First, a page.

, in afghanistan people are watching the u.s. presidential inauguration. they've all come there. there is a big crowd on the mall. ayaan going to speak to you today about this great historic subject, this great american institution. and i am going to do it in the same way in which i organized the book. the book is not chronological. it's not divided that starts off with george washington and then john adams and guinn for the president. instead, its slash the various parts of the day, and within each part of the day i sprinkle with vignettes some of the very serious and some of them traditional. a lot of them are all events because i'm always looking for those. i'm also going to cover some things that we are not going to see in the of coming inauguration in january because this time we don't have a change of power so we are not going to have that transition as we see sometimes but nevertheless at inauguration when a president does leave office here is the white eisenhower thinking the staff at the white house. at the same time the incoming president they are leaving the house getting ready for t
there, and they are analyzing that to see what they can get out of it. >> what can you tell us about what happened if what was the scenario? >> well, it all starts friday morning when he takes his mother's guns. she had purchased them legally. this is a woman who grew up in rural new hampshire, comfortable with guns, collected them. he killed her. takes three of the guns to the school. drives there in her car. forces his way in, apparently by shattering a window. they had a buzzer system. he forced his way in. the principal and the school psychologist tried to stop him. he killed them. and then concentrated his firepower on two classrooms with devastating effect. and, david, the detail that was show sho so shocking is he used an assault-style weapon. a term that bothers some people. but a bushmaster 223, the same weapon that the washington snipers used 10 years ago, and shot these children several times, some as many as 10 and 11 times. so you can only imagine the devastating effect that that had. >> the shooter, adam lanza, who took his own life. we have an older picture of him, the
trouble. >> host: what was one of the cases, walk us through. >> guest: an interesting case called cantwell against connecticut involved a group of witnesses that had gone into a catholic neighborhood in new haven on a sunday morning and began playing anti-catholic records on portable phonographs and distributing literature, and they were arrested for disturbing the peace and preaching without a permit, and appealed their case all the way to the supreme court which said that because connecticut said, well, individual city administrators would decide what a valid program was for religious organizations and would allow them or not on to the streets, they said that allows too much discretion by the state government, and they applied for the first time part of that first amendment, this time, the free exercise clause, as against the state of connecticut, and overturned their law that allowed city officials to license or not as they saw fit. >> host: and did that lead to any nationwide movements, or was it a well publicized case at the time? >> guest: it was a relatively well publicized
in the u.s.? >> guest: well, one of the issues that i try to deal with in the book is the process by which slavery ended, and the geographical reach of slavery. i think the view that tends to be handed down is by the 19th century, certainly, a country neatly divided between the so-called free states and the so-called slave state, and, of course, the civil war growing out of that conflict. my issue is not whether slavery's at the root of the civil war, which it certainly was, but what interested me was the relationship between the early emancipation of slaves in the northern states, and the later emancipation of slaves much larger in scale in the southern states. slavery was legal in all of the british colonies and all of north america at the end of the 18th century, and gradually, northern states and northeast and mid an lat tick states began to abolish slavely, but i learned it was a gradual process. it took a long time. what we discoveredded there were laves in new jersey in 1860, and most of the states that abolished slavery between 1780 and 1804, the period we customarily looked at, ha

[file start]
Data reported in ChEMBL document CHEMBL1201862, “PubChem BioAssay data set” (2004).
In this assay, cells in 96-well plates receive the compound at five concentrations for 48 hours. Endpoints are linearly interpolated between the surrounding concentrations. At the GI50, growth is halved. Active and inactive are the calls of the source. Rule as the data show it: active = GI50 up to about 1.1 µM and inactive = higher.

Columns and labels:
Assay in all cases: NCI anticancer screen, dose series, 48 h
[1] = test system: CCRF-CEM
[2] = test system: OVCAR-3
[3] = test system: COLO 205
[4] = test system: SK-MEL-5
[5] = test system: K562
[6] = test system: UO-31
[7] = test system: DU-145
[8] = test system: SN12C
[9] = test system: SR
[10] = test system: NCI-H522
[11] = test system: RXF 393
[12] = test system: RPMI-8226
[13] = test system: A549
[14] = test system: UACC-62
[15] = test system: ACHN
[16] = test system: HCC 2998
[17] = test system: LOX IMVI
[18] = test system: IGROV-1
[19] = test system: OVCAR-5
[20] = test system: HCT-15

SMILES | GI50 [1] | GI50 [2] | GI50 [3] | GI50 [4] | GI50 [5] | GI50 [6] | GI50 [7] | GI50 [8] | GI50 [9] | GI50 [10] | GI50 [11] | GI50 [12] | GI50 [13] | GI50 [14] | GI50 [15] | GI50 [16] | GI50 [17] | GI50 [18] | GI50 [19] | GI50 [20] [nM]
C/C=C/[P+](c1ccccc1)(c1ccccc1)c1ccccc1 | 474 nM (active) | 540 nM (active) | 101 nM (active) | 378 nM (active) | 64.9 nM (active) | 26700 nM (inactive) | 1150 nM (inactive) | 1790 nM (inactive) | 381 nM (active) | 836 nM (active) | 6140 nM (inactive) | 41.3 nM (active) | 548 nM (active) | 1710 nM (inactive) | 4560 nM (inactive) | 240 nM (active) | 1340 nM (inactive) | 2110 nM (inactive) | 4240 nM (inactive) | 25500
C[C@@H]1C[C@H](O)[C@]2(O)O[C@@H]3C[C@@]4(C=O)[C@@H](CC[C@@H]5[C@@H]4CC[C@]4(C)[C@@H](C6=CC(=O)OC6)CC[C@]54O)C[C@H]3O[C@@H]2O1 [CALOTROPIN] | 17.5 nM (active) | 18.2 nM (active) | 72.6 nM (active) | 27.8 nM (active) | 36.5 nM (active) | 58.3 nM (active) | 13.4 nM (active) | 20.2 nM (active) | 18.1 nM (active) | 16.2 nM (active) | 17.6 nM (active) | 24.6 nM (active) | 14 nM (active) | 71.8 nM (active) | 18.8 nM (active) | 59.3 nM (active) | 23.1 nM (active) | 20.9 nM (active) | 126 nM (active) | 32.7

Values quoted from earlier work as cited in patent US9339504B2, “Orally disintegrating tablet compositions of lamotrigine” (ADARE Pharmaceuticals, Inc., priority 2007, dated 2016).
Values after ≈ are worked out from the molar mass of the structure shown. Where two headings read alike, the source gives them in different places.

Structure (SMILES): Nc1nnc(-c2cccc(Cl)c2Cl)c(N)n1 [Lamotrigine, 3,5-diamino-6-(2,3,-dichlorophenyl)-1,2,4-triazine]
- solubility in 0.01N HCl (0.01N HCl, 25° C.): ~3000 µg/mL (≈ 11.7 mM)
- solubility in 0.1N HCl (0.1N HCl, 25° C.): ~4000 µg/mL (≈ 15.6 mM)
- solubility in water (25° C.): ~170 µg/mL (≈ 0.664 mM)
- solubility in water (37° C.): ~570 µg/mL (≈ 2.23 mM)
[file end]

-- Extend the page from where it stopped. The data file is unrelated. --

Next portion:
of tomorrow's only broadband and not broadcast. >> host: senator gordon smith joins us as we begin part of discussions on the future of television. he is the president and ceo of the national association of broadcasters. thank you, sir. >> guest: thank you. >> host: and ted gotsch of "telecommunications report," thank you b the for being on "the communicators." >> thanks for having me. >> just ahead, the first of two forums from a recent conference examining the 201 2 elections with jeremy byrd. then two secretaries of state discuss the impact of voter id laws. after that we're hive from the brookings institution on the future of egypt following it constitutional refer dumb, and later another live forum examining a proposal to raise medicare's eligibility age. >> also today a discussion with some of the leaders who have helped create what's known as e-government. this month marks the tenth anniversary of the act that was helped to allow federal agencies to deliver information for mishtly using the -- efficiently using the internet. you can see live coverage beginning at 9 a.m. eastern o
, they rust. they get to where you turn them on and nothing happens. but it is so totally used in every nook and cranny, that making any accommodation to shut it down, to do something to it, is very difficult. narrator: two massive underground tunnels, called simply tunnel 1 and tunnel 2, provide most of the city's water supply. they run hundreds of feet below manhattan, far deeper than the subways. built at the beginning of the 20th century, they are concrete-lined and bored through solid rock. they could last centuries. but the mechanical equipment within them will not. engineers in the 1950s discovered rust on the tunnel's valves. there were concerns that if they closed the valves for tunnel inspections, they may never open again, leaving new york city without water. so they chose to keep them open. as a result, there has not been significant inspection, maintenance, or repair of the tunnels in decades. no one knows their current condition. hurwitz: currently, city tunnel 1 and city tunnel number 2 would be feeding each half of the city. so you'd lose half the city if you didn't have a re
Search Results 0 to 13 of about 14 (some duplicates have been removed)